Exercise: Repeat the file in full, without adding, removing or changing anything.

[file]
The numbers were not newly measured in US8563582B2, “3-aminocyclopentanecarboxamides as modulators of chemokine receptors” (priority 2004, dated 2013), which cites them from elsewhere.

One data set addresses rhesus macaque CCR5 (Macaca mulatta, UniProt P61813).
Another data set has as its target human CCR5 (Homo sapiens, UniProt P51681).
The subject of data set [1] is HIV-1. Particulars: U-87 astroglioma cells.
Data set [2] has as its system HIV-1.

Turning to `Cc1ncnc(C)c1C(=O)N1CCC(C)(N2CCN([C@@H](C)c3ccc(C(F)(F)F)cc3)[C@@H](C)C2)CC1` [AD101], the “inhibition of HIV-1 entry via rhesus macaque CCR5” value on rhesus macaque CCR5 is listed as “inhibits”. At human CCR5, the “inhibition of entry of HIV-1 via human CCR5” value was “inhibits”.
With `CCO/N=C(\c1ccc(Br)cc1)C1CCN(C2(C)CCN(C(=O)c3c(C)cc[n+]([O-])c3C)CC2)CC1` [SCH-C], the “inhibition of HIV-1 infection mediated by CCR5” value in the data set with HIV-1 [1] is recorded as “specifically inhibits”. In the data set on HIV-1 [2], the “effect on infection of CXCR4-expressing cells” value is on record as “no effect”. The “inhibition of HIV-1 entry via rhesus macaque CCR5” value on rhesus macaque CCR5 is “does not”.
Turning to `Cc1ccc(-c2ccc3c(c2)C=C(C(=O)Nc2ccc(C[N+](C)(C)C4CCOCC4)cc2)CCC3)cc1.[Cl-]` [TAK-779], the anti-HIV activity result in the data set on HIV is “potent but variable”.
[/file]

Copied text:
The numbers were not newly measured in US8563582B2, “3-aminocyclopentanecarboxamides as modulators of chemokine receptors” (priority 2004, dated 2013), which cites them from elsewhere.

One data set addresses rhesus macaque CCR5 (Macaca mulatta, UniProt P61813).
Another data set has as its target human CCR5 (Homo sapiens, UniProt P51681).
The subject of data set [1] is HIV-1. Particulars: U-87 astroglioma cells.
Data set [2] has as its system HIV-1.

Turning to `Cc1ncnc(C)c1C(=O)N1CCC(C)(N2CCN([C@@H](C)c3ccc(C(F)(F)F)cc3)[C@@H](C)C2)CC1` [AD101], the “inhibition of HIV-1 entry via rhesus macaque CCR5” value on rhesus macaque CCR5 is listed as “inhibits”. At human CCR5, the “inhibition of entry of HIV-1 via human CCR5” value was “inhibits”.
With `CCO/N=C(\c1ccc(Br)cc1)C1CCN(C2(C)CCN(C(=O)c3c(C)cc[n+]([O-])c3C)CC2)CC1` [SCH-C], the “inhibition of HIV-1 infection mediated by CCR5” value in the data set with HIV-1 [1] is recorded as “specifically inhibits”. In the data set on HIV-1 [2], the “effect on infection of CXCR4-expressing cells” value is on record as “no effect”. The “inhibition of HIV-1 entry via rhesus macaque CCR5” value on rhesus macaque CCR5 is “does not”.
Turning to `Cc1ccc(-c2ccc3c(c2)C=C(C(=O)Nc2ccc(C[N+](C)(C)C4CCOCC4)cc2)CCC3)cc1.[Cl-]` [TAK-779], the anti-HIV activity result in the data set on HIV is “potent but variable”.